Vestibular Schwannoma: What We Know and Where We are Heading

Head Neck Pathol. 2020 Dec;14(4):1058-1066. doi: 10.1007/s12105-020-01155-x. Epub 2020 Mar 30.


Vestibular schwannoma (VS) is a Schwann cell-derived tumour arising from the vestibulocochlear nerve. Although benign, it represents a threat to intracranial structures due to mass effect and carries a small risk of malignant transformation. VS therefore represents an important healthcare burden. We review the literature regarding pathogenesis, risk factors, and diagnosis of VS. The current and future potential management strategies are also discussed. A narrative review of all relevant papers known to the authors was conducted. The majority of VS remain clinically stable and do not require interventional procedures. Nevertheless, various surgical techniques exist for removing VS, the most common of which are translabyrinthine and retrosigmoid approaches. Due to surgical risks such as hearing loss, facial nerve dysfunction, post-operative headache, and cerebrospinal fluid leakage, a "watch and rescan" approach is adopted for most patients. Radiotherapy is a useful alternative and has been shown to have a similar response for growth restriction. Due to the heterogeneous nature of VS, there is a lack of consensus regarding management of tumours that are too large for conservative management but too small to indicate surgery. Emerging biologic therapies, such as Bevacizumab, Everolimus, and Lapatinib, as well as anti-inflammatories like aspirin are promising potential treatments; however, long-term evidence of their efficacy is required. The knowledge base regarding VS continues to improve. With increased understanding of the pathogenesis of these tumors, we believe future work should focus on pharmacologic intervention. Biologic therapies aimed toward improved patient outcomes are particularly promising.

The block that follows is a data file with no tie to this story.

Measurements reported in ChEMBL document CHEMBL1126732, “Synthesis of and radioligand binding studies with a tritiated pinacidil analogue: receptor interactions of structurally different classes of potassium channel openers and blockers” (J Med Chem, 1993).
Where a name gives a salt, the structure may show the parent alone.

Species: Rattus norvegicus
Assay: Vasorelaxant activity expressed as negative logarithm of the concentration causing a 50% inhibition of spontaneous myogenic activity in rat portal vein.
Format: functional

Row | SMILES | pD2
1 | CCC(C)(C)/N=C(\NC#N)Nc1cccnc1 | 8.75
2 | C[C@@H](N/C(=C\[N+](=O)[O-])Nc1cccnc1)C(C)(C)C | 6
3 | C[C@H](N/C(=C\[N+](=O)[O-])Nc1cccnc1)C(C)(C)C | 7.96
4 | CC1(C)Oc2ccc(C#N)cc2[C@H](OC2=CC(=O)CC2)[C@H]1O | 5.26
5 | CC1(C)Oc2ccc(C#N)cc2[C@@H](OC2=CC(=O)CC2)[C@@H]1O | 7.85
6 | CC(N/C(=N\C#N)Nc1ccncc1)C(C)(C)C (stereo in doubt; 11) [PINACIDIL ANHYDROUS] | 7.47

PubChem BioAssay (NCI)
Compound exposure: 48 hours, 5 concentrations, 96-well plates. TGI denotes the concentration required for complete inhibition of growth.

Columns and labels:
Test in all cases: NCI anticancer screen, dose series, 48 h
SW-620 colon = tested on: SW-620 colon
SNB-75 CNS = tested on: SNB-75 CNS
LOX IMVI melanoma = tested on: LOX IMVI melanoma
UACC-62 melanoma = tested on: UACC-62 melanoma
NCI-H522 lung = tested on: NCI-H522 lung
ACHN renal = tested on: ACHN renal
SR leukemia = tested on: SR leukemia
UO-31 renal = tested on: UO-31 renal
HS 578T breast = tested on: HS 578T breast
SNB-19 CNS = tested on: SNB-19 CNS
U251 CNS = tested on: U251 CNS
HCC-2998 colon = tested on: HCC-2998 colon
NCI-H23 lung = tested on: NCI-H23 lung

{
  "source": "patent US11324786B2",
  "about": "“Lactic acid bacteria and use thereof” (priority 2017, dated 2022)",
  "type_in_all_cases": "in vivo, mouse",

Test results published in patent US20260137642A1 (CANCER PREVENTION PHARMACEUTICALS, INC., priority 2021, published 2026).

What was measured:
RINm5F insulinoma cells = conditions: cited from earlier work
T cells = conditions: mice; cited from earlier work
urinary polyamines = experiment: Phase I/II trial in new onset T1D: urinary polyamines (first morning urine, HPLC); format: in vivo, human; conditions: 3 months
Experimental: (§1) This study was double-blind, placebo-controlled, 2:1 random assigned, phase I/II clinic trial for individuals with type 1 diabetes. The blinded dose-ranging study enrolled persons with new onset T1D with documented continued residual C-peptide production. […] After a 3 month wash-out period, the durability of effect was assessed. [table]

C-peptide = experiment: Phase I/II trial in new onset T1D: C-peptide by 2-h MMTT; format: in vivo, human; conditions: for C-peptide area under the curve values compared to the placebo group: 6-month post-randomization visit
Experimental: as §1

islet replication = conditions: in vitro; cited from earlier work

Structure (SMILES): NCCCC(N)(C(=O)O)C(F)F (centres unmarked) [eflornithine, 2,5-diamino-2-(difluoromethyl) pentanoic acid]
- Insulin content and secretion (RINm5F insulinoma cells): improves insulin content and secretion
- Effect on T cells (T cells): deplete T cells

Keywords: Diagnosis; Management; Pathology; Review; Schwannoma; Vestibular.

Publication types

  • Review

MeSH terms

  • Humans
  • Neuroma, Acoustic / diagnosis*
  • Neuroma, Acoustic / pathology*
  • Neuroma, Acoustic / therapy*
  • Risk Factors